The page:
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Downtown Office




Maybe your space and taste are less traditional and more modern. (Or maybe there's a man in your life who balks at pulling up a chair to a girly desk.) These sleek lines and cool colors suit an airy room.


The desk costs less than $200 and is big enough for a computer and the inevitable mess that materializes when you're working on a project. A large work surface, like this one made from a hollow-core door on two sawhorses, can get cluttered but still feel comfortable.


  • For the desk: 30-by-80-inch hollow-core door
  • 2 unpainted wooden trestles
  • 2 3/4 yards of coated linen (or canvas or denim)
  • Upholstery tacks
  • The paint of your choice
  • Staple gun
  • For screen construction: primer
  • Chalkboard paint


  1. Step 1

    Paint the trestles and let them dry. Cut the fabric so it is 42 by 92 inches (i.e., a 6-inch margin all the way around).

  2. Step 2

    With a staple gun, attach the cloth to the underside of the door in the middle of a long side. Stretch the fabric taut, and staple it in the middle of the opposite side. Repeat with the short sides, so there are four starter staples. On one long side, start pulling tight and stapling every few inches, working from the center outward. Repeat on the opposite side, then the shorter ends.

  3. Step 3

    Do the corners last: Tightly pull the fabric diagonally and staple; fold over the resultant side flaps and staple. Use a rubber mallet to pound in an upholstery tack every two inches around all edges. Rest on the bases. For a very easy bulletin board, wrap several industrial rubber bands around a panel of Masonite.

  4. Step 4

    This four-panel screen can be positioned to hide a slightly messy desk. To make the screen double as a bulletin board, paint some of the hollow-core door panels with magnetic primer under regular paint (use two or three coats of primer for maximum cling) and some with chalkboard paint.

  5. Step 5

    Paint the doors and let dry. Lay them on the floor in the order you want them, and use a pencil to mark where the hinges will go (about a foot from each end). To make the screen's zigzag fold, you'll need to screw the hinges on the back side between the first and second panel, the front side between the second and third, and the back side again between the third and fourth.

  6. Step 6

    All of your office extras take on a unified look thanks to a can of stain, unfinished wooden crates, and a bench. Standard-size hanging folders fit perfectly across the large crate -- just the excuse you need to put your old filing cabinet out with the recycling. You can also screw wheels from the hardware store to the bottoms of the large crates so files and supplies can be easily rolled over to the desk area.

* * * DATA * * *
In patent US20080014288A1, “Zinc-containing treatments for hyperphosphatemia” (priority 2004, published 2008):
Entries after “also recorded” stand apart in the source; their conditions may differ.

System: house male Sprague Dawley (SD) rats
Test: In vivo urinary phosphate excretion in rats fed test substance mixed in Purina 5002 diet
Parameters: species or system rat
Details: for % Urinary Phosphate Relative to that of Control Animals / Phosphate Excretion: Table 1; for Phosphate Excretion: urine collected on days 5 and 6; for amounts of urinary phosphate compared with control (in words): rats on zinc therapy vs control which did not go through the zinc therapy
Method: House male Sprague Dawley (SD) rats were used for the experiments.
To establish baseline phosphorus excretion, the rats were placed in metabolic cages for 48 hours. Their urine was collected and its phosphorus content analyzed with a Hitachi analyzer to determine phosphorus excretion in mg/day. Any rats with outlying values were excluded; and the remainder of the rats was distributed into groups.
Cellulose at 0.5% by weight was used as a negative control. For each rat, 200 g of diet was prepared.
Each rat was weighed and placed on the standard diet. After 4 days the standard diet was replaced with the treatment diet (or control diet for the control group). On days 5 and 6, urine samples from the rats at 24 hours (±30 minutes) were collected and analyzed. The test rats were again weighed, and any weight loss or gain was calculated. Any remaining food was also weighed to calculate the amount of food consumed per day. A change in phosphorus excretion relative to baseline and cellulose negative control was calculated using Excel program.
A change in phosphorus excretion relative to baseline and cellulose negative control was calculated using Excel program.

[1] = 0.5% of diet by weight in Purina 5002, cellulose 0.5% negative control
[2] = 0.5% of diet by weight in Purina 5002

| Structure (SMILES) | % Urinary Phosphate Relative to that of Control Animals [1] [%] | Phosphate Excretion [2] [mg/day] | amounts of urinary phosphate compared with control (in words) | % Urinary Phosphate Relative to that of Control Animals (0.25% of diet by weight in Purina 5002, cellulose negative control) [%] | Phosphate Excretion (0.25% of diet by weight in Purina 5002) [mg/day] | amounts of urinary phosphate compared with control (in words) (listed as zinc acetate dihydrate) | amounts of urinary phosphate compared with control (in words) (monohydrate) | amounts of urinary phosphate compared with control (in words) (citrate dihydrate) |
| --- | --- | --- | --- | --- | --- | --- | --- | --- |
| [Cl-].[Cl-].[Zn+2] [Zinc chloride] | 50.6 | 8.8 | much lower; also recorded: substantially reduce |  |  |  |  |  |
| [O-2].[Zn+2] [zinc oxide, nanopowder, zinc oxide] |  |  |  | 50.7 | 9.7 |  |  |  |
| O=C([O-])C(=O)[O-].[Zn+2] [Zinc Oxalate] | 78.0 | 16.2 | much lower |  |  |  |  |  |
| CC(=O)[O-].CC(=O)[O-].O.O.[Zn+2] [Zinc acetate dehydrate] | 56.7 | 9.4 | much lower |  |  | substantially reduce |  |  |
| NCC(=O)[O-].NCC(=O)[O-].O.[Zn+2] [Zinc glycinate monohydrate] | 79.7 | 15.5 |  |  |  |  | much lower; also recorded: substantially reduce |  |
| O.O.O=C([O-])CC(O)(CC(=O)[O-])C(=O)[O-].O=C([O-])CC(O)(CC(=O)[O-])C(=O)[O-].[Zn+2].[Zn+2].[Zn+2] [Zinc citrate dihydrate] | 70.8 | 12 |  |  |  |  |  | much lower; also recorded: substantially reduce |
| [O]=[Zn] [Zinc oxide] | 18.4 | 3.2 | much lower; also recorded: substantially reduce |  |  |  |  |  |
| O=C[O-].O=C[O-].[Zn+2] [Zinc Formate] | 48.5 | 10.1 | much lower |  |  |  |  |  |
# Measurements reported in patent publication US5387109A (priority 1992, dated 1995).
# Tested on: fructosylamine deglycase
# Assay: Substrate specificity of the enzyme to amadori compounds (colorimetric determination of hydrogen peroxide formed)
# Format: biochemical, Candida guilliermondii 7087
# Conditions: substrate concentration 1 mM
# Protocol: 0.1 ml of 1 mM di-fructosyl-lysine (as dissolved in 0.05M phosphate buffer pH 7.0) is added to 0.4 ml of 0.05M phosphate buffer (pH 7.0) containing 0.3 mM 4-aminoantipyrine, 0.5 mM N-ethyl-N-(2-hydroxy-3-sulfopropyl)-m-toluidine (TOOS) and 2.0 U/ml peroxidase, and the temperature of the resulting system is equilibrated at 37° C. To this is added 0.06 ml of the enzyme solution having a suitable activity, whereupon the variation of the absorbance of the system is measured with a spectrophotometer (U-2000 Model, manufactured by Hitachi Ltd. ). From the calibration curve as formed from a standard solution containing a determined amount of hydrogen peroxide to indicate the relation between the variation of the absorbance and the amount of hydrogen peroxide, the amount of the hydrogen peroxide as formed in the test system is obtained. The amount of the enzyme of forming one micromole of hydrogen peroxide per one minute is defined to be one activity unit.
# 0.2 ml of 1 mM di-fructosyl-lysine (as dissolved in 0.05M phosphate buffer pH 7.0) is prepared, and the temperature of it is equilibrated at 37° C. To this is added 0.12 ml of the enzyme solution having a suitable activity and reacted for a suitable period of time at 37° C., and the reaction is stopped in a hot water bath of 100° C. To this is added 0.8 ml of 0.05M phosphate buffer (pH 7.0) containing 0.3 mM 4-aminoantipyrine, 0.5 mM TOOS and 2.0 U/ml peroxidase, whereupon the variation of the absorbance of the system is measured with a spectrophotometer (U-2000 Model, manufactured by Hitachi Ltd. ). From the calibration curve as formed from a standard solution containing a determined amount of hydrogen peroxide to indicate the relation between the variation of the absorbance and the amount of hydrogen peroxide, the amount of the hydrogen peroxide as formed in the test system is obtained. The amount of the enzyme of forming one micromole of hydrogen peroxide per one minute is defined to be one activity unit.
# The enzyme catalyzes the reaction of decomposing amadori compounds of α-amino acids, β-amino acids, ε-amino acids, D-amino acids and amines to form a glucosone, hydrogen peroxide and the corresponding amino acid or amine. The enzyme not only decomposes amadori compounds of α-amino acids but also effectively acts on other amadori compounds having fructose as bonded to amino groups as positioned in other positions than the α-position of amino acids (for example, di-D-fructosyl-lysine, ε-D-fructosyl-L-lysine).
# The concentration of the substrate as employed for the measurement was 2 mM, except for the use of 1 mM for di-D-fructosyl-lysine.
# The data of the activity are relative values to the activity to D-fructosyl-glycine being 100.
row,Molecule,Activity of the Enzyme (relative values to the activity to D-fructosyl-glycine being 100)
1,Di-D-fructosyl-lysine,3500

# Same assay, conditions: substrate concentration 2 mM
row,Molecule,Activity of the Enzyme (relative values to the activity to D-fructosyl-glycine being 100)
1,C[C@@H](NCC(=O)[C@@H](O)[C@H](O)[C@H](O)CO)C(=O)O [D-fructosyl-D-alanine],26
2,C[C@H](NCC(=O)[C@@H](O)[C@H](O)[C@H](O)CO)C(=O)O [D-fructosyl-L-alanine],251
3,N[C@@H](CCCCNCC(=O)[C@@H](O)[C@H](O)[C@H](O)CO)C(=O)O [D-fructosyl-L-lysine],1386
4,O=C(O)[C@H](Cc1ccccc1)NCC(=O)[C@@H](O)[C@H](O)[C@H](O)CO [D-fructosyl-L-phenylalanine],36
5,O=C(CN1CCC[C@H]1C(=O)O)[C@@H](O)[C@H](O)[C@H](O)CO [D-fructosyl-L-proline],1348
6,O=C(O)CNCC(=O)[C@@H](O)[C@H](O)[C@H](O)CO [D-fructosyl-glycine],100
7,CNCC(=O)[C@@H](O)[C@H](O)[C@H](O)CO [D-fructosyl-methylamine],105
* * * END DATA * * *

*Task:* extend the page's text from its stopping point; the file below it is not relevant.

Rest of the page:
Blueprint, 2006



Reviews (8)

  • Caroline C 11 May, 2014

    Where are the small wooden boxes with drawers from?

  • Char59 21 Jan, 2011

    When I needed a dining room table top that would fit 8 comfortably (not the 4 - 6 that my 36x60 oval dining set did), we got a 36x80 hollow core door,a couple lengths of 1x2 for attaching it to the existing table, some bullnose trim to round the edges and a couple coats of clear sealer. Done in a few days and didn't cost more than $50 total. Didn't put a fancy top on it, because with a tablecloth nobody was going to see it; and bare, I could use it for crafting. One person can install it!

  • meebzilla 20 Nov, 2010

    This is great! Perfect to set my $3500 laptop on. It looks so good, I'm going to put it in the dining room and get rid of my dining room set. "Honestly," some people can be such snobs, lol!

  • leaavon 2 May, 2009

    My son wanted a new desk and this will be perfect, plus it so portable that he can take it off to college in the fall! I LOVE IT!

  • GwenHex 2 May, 2009

    honestly, i think this looks kind of crappy, for lack of a better word. i mean, i'd never set my laptop on something like that, it costs too much. i like some of martha's ideas, but this is just plain stupid.

  • odunahoo 10 Apr, 2008

    Our daughter didn't know where to get legs for her door-desk. Then she realized she could use her old text books or others' discarded ones.

  • JennStreyckmans 25 Nov, 2007

    We found a hollow-core door at our local Habitat for Humanity store and it was uncut and only $8. Hopefully you can find a good deal.

  • nicho 17 Nov, 2007

    I love the hollow-core door ideas, very inventive and cost effective. My small home office is begging for a new desk, but I'm not looking to spend a lot on something that doesn't meet my needs. Hollow-core doors come in all sorts of dimensions, so I can get a custom expensive-looking modern desk for a fraction of the price. I just love when that happens.